Cobb County Has No Money Left for Public Parks Because They Gave it All to the Atlanta Braves

Voters supported funding parks, but not a billionaire's ballpark.


We are all Barves.
Nicole Mays / Flickr

Cobb County (Ga.) Commission Chairman Tim Lee has broken the news to his constituents that their taxes will have to be increased to complete the funding of a $40 million bond — which they voted overwhelmingly in favor of — to build public parks. To date, only about half of that bond has been funded, according to

But in a jaw-droppingly cynical act of crony capitalism and untransparent government, the county has found a way to come up with approximately $400 million in public funds to subsidize the new stadium being built for Major League Baseball's Atlanta Braves, even though it denied the public a vote in the matter.

We have previously noted here at Reason that the Braves are currently the worst team in MLB, but their billionaire owner John Malone has tried to comfort team shareholders that their investments are safe because, "the Braves are now a fairly major real estate business as opposed to just a baseball club." Malone is right, in addition to getting the residents of Cobb County to build him a totally unnecessary cash-cow of a stadium, the Braves' minor league system is dotted with publicly-financed ballparks in cash-strapped small towns throughout the Deep South.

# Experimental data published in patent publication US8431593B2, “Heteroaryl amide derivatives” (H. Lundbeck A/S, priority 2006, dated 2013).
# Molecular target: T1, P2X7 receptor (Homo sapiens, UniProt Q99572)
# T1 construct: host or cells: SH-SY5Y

It gets better (that is to say, way worse), as Barry Petchesky writes in Deadspin:

The Braves' ballpark is already a new low in the sordid game of publicly financed stadiums, but maybe this can be an instructive moment. Every time a city or county funds a stadium through hotel taxes or by dipping into a general fund, local politicians and team cheerleaders proudly say that residents won't see their own taxes go up. This is a damned lie.

Not only does putting public money toward a stadium take away money that could actually go to the public good (SunTrust Park was approved at a time Cobb County schools were desperately slashing budgets), but the general fund is no longer there to prop up existing and future bonds, forcing taxes to be raised to pay off those debts.

"Cobb County homeowners will not see their taxes go up one penny" to fund the Braves' stadium, according to the FAQ on, an astroturfed website supporting the stadium.

For more coverage on why you should never, ever, ever, ever, ever, ever, ever publicly finance sports arenas, click on any of the hyperlinks.